Freaks (Tod Browning, 1932) During the pre-Code days, the director of Dracula was given an edict by Irving Thalberg of M-G-M to "outdo" Frankenstein and so produced this mind-blowing soap opera about dysfunction in a circus, with the ambition to show that "they" are as normal as "us" (even though that's hardly a three-ringing endorsement!). The film was deemed "exploitive," despite casting the human rarities as "good guys" and the venal "normals" as "bad guys," as folks couldn't get past the visuals and pay attention to what the film was actually saying. Thus, the film was banned in some countries for many years (and there are still probably some antiquated laws on the books in some U.S. states prohibiting the showing of it—in which case, tough luck TCM!)
We are introduced to the story in flashback as a carnival "barker" presents one particular exhibit, the story of it being what makes up the bulk of the movie. And despite the physical hardships of the various displays, the human rarities seem more concerned with the gossipy interactions, than with dealing with, or suffering, their handicaps. The mongoloids (called "pinheads") are happily in a family unit, the siamese twins are dealing with in-law problems (as well you could imagine), the half-man/half-woman sets him/herself apart from the others, eyeing in the various male/female conflicts by looking inward, and the midget couple are squabbling—he has eyes for the beautiful trapeze artist (but then, he's a social climber), while she has set her sights considerably lower.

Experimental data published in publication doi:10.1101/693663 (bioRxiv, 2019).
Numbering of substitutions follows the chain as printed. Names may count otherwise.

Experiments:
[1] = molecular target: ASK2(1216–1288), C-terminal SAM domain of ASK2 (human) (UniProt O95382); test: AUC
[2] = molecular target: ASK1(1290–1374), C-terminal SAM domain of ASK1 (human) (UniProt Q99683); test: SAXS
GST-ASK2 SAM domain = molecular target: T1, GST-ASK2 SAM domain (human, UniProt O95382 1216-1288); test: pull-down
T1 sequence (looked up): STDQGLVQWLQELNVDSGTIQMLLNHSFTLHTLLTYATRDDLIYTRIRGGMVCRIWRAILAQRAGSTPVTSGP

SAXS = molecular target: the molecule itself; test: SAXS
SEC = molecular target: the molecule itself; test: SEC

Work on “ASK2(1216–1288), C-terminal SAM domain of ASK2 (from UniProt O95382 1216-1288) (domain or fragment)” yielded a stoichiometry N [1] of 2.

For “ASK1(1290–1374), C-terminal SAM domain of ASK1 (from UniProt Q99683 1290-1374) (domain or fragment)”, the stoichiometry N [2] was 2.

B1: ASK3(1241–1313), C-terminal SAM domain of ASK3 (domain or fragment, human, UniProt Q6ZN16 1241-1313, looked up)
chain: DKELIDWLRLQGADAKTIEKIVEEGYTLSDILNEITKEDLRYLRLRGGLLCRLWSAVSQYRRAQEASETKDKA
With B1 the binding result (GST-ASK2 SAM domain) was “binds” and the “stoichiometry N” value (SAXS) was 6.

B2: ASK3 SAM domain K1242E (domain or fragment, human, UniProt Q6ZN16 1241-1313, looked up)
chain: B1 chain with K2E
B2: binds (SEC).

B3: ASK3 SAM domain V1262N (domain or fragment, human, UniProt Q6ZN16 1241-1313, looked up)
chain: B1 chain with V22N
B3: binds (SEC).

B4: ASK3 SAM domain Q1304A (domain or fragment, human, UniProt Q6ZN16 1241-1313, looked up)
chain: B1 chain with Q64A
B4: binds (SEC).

Browning has measured, semi-respectful fun with the populace, saving his contempt for the true freaks at the circus—the angry strong-man and the high-flying trapeze artist. They're mean-spirited, wicked people out to exploit weakness—and there's a lot of it in this circus. The metaphor is pushed hard, the lessons imposed in a Grand Guignol style that climaxes in a thunderstorm when the oppressed take on their oppressors (there's one image that's particularly striking—Prince Randian "the Human Torso," born without arms and legs, unstealthily but menacingly approaches his intended victim with a knife between his teeth. One wonders if he can accomplish the task, but one is quite sure he will and it won't be pleasant, having seen how dexterously he opens a box of matches and lights his own cigarettes). Exploitative? Certainly. But it's also a radical statement of revolution meant to make the complacent less so, given the context with which the film operates—one only imagines an updated version for these times with the Strong Man berating the half-man for the "entitlement" of having arms (ignoring that he has no legs). A bizarre, though-provoking film—if one can get past the distractions up-front, and get into the tent where the real show is.